Want to avoid the pain of arthritis?
Experts say, “Give up the high-heeled shoes.”
Harvard University researchers wondered if the fact that women are twice as likely to develop osteoarthritis might have something to do with the high-heeled shoes they wear. They studied 20 healthy women as they walked in their own high-heeled shoes and barefoot.
Researchers found that walking in high heels increases pressure across a major joint in the knee called the patellofemoral joint and puts 23 percent more force on the inner part of the knee, both of which could lead to joint damage and osteoarthritis.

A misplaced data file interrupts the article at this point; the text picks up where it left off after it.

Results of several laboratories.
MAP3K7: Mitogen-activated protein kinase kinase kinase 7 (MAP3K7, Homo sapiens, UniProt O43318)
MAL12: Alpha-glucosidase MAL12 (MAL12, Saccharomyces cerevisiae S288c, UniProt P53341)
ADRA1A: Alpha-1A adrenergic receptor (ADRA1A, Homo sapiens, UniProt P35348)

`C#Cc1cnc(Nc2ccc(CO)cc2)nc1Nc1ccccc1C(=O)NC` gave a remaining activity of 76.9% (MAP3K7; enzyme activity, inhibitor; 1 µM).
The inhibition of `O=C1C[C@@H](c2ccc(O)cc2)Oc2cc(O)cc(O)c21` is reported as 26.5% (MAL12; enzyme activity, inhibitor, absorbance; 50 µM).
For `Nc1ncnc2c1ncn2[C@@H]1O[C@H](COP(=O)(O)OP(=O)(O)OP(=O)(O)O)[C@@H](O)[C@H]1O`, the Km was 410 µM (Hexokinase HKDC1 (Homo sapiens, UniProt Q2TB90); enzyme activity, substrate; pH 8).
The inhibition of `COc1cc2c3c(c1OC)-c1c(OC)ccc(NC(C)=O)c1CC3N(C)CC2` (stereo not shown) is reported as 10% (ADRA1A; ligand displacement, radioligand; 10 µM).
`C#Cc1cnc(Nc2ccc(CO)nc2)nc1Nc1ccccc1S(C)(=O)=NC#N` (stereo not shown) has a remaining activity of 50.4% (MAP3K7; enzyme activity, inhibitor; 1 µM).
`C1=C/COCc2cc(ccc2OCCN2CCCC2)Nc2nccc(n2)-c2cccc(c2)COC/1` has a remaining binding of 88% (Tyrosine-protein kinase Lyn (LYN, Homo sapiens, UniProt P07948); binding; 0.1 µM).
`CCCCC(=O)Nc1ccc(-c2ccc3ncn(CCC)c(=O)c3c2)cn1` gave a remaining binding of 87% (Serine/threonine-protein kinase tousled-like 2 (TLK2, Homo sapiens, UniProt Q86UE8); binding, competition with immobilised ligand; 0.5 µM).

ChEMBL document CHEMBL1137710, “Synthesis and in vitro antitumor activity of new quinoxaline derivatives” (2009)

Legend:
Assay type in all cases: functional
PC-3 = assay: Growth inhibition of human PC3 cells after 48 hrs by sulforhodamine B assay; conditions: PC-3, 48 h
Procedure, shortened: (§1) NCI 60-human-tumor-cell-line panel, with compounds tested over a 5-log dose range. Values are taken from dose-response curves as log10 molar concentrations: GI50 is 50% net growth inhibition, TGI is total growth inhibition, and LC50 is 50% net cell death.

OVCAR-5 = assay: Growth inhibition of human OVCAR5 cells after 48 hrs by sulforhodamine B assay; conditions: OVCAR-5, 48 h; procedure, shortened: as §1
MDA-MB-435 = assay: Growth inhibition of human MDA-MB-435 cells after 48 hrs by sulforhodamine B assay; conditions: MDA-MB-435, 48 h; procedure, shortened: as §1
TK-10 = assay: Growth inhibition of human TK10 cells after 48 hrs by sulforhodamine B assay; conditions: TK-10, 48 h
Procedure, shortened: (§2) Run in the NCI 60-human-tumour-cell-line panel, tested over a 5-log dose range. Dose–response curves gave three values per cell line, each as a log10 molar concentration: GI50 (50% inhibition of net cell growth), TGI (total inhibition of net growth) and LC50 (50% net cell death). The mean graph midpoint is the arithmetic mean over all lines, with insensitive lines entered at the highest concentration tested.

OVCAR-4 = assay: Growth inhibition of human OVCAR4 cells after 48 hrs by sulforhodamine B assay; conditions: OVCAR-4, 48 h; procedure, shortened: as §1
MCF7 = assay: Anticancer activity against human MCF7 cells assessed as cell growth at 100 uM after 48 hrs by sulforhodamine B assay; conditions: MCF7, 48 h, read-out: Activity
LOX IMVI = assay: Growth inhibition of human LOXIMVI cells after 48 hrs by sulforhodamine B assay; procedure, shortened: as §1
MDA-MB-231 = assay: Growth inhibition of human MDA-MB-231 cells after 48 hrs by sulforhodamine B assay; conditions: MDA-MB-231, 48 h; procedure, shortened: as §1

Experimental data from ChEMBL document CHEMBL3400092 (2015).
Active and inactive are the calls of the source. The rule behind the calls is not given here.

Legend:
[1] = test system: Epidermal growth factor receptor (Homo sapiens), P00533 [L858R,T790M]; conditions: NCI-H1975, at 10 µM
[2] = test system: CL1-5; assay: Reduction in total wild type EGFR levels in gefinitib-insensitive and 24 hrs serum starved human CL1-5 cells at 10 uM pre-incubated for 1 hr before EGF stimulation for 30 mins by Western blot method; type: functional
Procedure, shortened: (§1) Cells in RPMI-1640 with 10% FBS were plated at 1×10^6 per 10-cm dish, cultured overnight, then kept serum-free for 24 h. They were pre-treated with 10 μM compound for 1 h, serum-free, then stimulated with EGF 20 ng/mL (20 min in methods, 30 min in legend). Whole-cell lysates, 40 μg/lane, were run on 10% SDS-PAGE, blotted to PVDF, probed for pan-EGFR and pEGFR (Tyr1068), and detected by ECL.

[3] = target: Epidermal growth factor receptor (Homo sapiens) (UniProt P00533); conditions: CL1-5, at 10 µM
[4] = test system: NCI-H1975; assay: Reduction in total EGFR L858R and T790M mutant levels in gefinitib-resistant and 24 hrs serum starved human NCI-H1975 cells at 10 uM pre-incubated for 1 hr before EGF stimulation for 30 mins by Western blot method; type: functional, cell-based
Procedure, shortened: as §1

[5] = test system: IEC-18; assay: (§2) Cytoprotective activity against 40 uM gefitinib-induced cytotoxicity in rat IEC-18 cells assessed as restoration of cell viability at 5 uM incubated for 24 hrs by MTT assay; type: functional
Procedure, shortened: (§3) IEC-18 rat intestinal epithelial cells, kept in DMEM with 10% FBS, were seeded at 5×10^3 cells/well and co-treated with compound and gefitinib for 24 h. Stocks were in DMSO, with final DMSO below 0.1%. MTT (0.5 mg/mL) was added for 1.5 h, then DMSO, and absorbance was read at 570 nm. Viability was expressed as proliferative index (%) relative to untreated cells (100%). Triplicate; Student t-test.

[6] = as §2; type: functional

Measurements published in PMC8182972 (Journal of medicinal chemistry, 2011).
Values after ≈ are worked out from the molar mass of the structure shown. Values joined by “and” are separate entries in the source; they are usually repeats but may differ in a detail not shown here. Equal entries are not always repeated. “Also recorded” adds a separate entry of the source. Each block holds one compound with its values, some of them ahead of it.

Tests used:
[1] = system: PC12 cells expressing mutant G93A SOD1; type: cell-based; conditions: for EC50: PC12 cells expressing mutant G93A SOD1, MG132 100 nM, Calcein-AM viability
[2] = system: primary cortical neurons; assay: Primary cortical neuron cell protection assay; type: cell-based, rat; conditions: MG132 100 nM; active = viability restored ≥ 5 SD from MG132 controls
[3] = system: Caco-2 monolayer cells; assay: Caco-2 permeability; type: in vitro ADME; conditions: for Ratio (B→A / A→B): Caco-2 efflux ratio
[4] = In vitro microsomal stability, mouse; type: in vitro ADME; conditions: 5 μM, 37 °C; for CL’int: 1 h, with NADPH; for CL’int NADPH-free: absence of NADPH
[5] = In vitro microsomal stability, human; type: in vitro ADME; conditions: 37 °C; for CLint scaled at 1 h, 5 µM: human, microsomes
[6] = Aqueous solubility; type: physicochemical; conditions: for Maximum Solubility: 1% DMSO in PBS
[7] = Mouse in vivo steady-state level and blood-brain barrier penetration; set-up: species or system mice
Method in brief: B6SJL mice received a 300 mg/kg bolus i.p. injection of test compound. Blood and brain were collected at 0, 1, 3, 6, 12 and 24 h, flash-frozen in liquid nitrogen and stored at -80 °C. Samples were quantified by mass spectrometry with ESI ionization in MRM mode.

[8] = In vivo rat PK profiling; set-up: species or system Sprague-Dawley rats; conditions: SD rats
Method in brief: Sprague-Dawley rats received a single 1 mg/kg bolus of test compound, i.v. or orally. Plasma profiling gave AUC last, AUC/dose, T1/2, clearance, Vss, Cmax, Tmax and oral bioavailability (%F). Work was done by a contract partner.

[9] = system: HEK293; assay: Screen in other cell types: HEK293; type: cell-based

The bottom line:
We know you can’t trek to work barefoot, but you can choose flats over heels. And don’t think that just because your spikes aren’t 4-inches high that you’re off the hook; even shoes with just 1.5-inch heels can lead to twisting of the knee.
Osteoarthritis can affect any of the body’s joints, but it most often occurs in the hands, knees, hips, or spine. To learn how each joint is affected, check out Osteoarthritis: Joint by Joint.